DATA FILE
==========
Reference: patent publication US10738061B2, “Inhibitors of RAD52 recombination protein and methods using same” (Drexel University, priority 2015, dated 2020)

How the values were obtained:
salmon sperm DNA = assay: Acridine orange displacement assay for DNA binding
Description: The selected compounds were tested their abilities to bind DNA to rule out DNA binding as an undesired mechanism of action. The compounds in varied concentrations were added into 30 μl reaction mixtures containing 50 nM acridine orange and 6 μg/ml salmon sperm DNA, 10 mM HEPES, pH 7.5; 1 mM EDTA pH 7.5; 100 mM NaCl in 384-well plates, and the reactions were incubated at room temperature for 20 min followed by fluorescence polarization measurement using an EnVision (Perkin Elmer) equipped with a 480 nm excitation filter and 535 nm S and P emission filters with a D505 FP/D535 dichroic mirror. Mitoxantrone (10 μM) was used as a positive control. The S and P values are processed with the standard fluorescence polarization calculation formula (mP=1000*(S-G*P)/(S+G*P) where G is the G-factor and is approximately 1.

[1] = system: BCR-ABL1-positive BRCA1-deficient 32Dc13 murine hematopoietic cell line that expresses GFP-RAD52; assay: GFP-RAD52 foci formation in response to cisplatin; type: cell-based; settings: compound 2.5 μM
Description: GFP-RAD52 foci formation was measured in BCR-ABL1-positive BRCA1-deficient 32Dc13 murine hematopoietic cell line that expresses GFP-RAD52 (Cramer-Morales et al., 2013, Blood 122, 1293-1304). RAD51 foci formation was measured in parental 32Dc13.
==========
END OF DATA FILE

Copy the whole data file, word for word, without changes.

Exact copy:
Reference: patent publication US10738061B2, “Inhibitors of RAD52 recombination protein and methods using same” (Drexel University, priority 2015, dated 2020)

How the values were obtained:
salmon sperm DNA = assay: Acridine orange displacement assay for DNA binding
Description: The selected compounds were tested their abilities to bind DNA to rule out DNA binding as an undesired mechanism of action. The compounds in varied concentrations were added into 30 μl reaction mixtures containing 50 nM acridine orange and 6 μg/ml salmon sperm DNA, 10 mM HEPES, pH 7.5; 1 mM EDTA pH 7.5; 100 mM NaCl in 384-well plates, and the reactions were incubated at room temperature for 20 min followed by fluorescence polarization measurement using an EnVision (Perkin Elmer) equipped with a 480 nm excitation filter and 535 nm S and P emission filters with a D505 FP/D535 dichroic mirror. Mitoxantrone (10 μM) was used as a positive control. The S and P values are processed with the standard fluorescence polarization calculation formula (mP=1000*(S-G*P)/(S+G*P) where G is the G-factor and is approximately 1.

[1] = system: BCR-ABL1-positive BRCA1-deficient 32Dc13 murine hematopoietic cell line that expresses GFP-RAD52; assay: GFP-RAD52 foci formation in response to cisplatin; type: cell-based; settings: compound 2.5 μM
Description: GFP-RAD52 foci formation was measured in BCR-ABL1-positive BRCA1-deficient 32Dc13 murine hematopoietic cell line that expresses GFP-RAD52 (Cramer-Morales et al., 2013, Blood 122, 1293-1304). RAD51 foci formation was measured in parental 32Dc13.